I was at my Toastmasters club Grosvenor Speakers, this past Monday night. I was in the role of Time-Keeper. For anybody reading this blog unfamiliar with any of the support roles at Toastmasters use the previous link.
I had taken on this role because I have yet to do the role and also I need to complete my Competent Leadership manual (I didn’t previously get myself evaluated when I took roles on in the past hence having to play catch up now).
The president of the club mentioned before the evening began a speaker had dropped out and asked anyone (i.e.: me) if they had a speech. I didn’t have one prepared. Lesson learnt: always have a speech ready to go to pull out of the bag at short notice!
I thought about it for a few minutes and came up with a subject that I was really interested in: Web 2.0. I’m still learning lots about this subject, but I already know a fair amount about blogs, Myspace and Facebook. I am in no way an expert on this subject, but I am certainly passionate about it and a keen student!
So on the back of my club’s programme of events I Mind Mapped a speech. I gave it an effective three-point Toastmasters structure, an opening and a closing. Each point I made, I backed it up with examples.
Every spare moment I had between timing the different parts of the evening (which wasn’t many) I looked over the Mind Map. When I was announced as the second speaker for the evening I took the Mind Map with me and went to the stage.
I glanced at my notes once, just before starting then I launched into my speech.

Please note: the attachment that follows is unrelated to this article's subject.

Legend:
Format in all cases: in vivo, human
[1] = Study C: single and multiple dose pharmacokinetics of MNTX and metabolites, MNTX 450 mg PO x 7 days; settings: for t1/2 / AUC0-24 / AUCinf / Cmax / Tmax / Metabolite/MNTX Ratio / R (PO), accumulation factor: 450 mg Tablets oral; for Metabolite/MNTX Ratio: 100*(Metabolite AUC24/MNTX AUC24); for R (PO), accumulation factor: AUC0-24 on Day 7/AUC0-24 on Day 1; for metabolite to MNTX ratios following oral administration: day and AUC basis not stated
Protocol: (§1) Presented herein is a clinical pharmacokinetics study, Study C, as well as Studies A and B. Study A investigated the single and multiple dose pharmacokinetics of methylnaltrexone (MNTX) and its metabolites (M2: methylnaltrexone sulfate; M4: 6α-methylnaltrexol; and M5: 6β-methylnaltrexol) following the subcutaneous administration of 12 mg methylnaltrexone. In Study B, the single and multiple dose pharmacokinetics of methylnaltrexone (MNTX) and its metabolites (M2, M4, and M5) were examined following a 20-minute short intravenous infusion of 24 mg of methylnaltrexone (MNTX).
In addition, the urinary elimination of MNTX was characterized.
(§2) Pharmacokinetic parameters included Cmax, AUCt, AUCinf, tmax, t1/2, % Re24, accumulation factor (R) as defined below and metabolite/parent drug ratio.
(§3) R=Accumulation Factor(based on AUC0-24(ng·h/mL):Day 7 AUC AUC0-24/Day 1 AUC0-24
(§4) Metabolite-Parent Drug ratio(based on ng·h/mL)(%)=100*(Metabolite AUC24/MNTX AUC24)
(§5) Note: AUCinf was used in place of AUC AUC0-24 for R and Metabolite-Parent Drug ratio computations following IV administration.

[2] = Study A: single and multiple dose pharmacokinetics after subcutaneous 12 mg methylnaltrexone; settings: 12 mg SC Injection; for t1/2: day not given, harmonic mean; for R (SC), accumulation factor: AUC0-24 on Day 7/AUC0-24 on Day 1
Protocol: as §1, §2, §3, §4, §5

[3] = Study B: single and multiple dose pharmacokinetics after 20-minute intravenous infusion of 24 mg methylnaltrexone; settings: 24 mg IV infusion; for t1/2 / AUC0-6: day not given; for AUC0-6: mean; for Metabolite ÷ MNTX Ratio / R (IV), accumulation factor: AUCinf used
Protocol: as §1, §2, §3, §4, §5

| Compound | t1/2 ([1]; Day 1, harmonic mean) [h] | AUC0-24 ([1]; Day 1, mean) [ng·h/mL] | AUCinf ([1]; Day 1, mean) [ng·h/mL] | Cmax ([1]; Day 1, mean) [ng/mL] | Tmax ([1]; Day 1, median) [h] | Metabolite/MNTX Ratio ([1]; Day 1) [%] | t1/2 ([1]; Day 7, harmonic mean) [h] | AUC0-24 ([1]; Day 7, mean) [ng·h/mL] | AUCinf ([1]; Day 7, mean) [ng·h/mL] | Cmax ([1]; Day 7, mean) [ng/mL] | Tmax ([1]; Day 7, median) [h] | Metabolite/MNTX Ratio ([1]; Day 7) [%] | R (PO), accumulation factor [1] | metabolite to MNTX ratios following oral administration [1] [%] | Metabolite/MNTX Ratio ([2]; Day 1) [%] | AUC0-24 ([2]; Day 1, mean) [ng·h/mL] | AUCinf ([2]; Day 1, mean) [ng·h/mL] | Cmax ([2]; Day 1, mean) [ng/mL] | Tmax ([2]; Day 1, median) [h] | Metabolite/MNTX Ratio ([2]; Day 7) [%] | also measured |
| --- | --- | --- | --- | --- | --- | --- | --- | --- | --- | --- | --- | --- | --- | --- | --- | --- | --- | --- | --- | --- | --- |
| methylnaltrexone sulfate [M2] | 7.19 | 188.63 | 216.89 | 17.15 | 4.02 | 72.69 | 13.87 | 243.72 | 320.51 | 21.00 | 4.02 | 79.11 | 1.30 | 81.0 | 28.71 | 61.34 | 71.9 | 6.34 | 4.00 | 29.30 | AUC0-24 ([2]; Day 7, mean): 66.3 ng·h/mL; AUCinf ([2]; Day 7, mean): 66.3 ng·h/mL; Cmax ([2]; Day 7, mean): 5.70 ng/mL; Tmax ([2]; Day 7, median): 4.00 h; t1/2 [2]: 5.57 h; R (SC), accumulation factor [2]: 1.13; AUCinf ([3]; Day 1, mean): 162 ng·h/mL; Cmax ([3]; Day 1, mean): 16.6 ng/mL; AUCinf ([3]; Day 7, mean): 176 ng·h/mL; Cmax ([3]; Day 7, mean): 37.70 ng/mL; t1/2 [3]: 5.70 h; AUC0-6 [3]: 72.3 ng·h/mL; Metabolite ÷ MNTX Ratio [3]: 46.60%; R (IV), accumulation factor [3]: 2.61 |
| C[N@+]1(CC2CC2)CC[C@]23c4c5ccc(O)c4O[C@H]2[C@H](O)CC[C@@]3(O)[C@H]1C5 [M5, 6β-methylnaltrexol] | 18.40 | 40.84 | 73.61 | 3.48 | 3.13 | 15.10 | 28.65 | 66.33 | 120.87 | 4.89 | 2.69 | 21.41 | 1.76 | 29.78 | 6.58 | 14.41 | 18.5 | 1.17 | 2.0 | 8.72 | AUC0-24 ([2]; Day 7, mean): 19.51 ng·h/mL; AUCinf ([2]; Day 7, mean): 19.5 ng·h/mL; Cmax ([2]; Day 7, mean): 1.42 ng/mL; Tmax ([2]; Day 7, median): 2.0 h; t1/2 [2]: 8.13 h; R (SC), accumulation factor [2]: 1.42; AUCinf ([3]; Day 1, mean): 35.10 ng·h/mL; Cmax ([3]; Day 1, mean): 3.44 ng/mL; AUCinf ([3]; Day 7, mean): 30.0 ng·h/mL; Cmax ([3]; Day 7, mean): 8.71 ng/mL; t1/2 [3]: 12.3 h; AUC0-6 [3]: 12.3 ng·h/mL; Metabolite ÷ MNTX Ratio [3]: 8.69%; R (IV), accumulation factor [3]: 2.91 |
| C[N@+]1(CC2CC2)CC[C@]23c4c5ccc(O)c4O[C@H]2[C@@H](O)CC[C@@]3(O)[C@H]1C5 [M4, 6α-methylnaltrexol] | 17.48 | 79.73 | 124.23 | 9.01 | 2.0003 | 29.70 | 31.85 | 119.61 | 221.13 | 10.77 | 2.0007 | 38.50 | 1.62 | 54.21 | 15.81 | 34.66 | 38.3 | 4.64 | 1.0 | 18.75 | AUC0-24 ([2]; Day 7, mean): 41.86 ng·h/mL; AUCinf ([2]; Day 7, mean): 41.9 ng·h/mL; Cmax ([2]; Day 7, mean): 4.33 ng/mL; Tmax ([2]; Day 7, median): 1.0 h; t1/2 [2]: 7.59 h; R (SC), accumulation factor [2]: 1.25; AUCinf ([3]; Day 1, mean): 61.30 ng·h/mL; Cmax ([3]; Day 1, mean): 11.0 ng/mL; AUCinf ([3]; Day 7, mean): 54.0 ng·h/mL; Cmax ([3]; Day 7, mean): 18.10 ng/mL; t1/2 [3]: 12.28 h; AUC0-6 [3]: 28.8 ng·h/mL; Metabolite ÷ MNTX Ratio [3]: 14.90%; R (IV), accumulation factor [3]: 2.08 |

It flowed smoothly and never dropped a beat. I had a pretty good grasp of my subject, so the information flowed. I did my best not to overwhelm people with detail and bit too technical (believe you me, I’m no webmaster).
I made sure that I opened my speech by getting the audience to raise their hands showing me how many people in the room had heard of my subject. It was just under half. So I knew how I had to pitch it.
Around the 7 minute mark I delivered a memorable closer, which rhymed and got me my only laugh of the evening, and I left the stage.
I got some very nice feedback both from my fellow toastmasters as well as my evaluator. I was complimented on my energy and ability to think on my feet.
My main criticism was that I didn’t allow for any pause for thought. Not that I just rattled through my speech at break-neck speed, but that I could’ve taken the time to create more tension in my audience.
It was a fair comment. However, it’s not going to be something that I am overly concerned about as I was making it up as I went along.
I wanted to make sure that I got my message across and had a clear and definite structure, both of which I achieved. I wasn’t bothered about getting laughs. I wanted things to be as clean as possible.
I just saw that over at “The Public Speaking Blog” fellow speaker Eric Feng talks about Crafting a Speech in 60 Seconds using a technique by Richard C. Borden. Whilst I know the technique and agree that it is very useful, it’s something that I think is good to have in the toolbox, but not really necessary.
I think that if you know your subject well enough so your passion comes through, you find an angle on how it applies to your listeners (in my case I spoke about the importance of Web 2.0 in terms of public speaking and toastmasters) and you use a solid structure you can certainly create killer content off the cuff!!
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